This thought was running through all of our heads -- just this unbearable weight of grief that we didn't know what to do with or how to hold properly. And yet, three years have gone by and somehow we're all still here. Changed, yes, but here.
Through my experience with grief and death and funerals and freezers full of strange lasagna, I've learned a couple of things. Not many things -- but at least three things, which I'll share today. So, without further ado -- what not to say when someone dies and you're standing in line at the wake waiting to talk to the family and thinking about how terribly sad and awkward this is.
1) "Your life will be so different now."
I'll just say this right away -- it's going to take a great deal of self-discipline to not be sarcastic in this post. But come on. Do you really think I haven't realized that my life has been utterly and completely changed with the loss of one of the most important men in my life? I'm perfectly aware that this death has thrown my life onto a totally different track than the one I had anticipated for myself, but thanks for the clarification.
(Sorry. Couldn't quite avoid the sarcasm.)
2) "You're going to have a completely different group of friends now."
Definitely something my mother did not need to hear while standing beside my dad's casket. Not only had she just lost her spouse, but someone felt it necessary to inform her that all her friendships with other couples would fall apart and her only option would be to hang out with other widows.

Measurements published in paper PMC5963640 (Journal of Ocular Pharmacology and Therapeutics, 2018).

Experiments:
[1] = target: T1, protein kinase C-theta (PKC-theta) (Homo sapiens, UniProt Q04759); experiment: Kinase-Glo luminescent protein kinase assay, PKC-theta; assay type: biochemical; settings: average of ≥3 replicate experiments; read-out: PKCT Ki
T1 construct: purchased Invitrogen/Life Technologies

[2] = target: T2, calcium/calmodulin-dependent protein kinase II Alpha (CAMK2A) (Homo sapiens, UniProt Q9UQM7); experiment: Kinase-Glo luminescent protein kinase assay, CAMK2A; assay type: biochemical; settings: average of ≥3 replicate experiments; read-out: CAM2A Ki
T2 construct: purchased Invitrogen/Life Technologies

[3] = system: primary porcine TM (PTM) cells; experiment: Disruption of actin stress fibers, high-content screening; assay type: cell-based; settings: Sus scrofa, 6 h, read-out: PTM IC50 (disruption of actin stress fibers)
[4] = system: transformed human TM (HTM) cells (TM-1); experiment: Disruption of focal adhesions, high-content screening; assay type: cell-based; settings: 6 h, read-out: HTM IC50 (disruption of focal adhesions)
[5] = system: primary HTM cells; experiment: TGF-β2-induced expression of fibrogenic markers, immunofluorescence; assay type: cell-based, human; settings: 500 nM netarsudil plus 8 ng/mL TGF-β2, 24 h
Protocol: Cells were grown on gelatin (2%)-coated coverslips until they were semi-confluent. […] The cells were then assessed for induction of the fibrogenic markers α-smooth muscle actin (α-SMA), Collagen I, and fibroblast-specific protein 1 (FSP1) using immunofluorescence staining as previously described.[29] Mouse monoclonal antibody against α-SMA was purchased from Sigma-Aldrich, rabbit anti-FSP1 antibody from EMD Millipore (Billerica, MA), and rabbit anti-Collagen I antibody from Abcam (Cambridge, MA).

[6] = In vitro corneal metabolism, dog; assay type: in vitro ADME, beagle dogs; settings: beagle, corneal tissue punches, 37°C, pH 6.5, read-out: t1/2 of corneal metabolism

For the record, this hasn't happened.
3) "Oh, this is just so sad. But I know this couple who lost all four of their parents, one of their siblings, and their infant twins all within 2 months... and now they both have cancer."
No one actually said this exact thing to us, but you get my point. I know that there are people with worse stories than mine. I'm quite aware that my situation is like a Florida vacation compared to what others are struggling through. I'm genuinely sorry for those people, and hope dearly that they'll be able to get through their own dark valleys. But right now, at this moment, I'm standing across from my dad's lifeless body and being indirectly told to "suck it up" is not what I need to hear. Is this selfish? I'm not sure. But it's how I felt, and how I'm sure most people would feel were they in the same situation.
"Okay Suzanne," you're saying. "You've sassed us long enough. You must think you're pretty funeral-savvy. What are we supposed to say in the awkward sad lineup at the wake?"
That's it. That's all you need to say. It's that simple. Sure, there are other appropriate things to say and do (like give a bear hug! Mmm), but this is the easiest, most basic approach. There's a long line behind you. The family is exhausted emotionally and physically. A long conversation or an offer to help with something is best saved for another time and place. Going to the visitation is a quiet, simple way to show the grieving family that you love them and are hurting for them and want to support them. And that's it.
I'll be honest, though -- despite my funeral expertise, I still dread going to wakes and funerals because here's the thing -- I still sometimes can't think of what to say. This is why I can't hold bitterness in my heart towards the people who spoke thoughtlessly. It doesn't matter what you've been through, death is still hard, and it's still a challenge to know what to say and how to act. It's hard to know how to deal with it. It's hard to know how to get down to the level of grief that someone else is experiencing and find the right level of compassion and sympathy, even if you're someone who has been in that same place.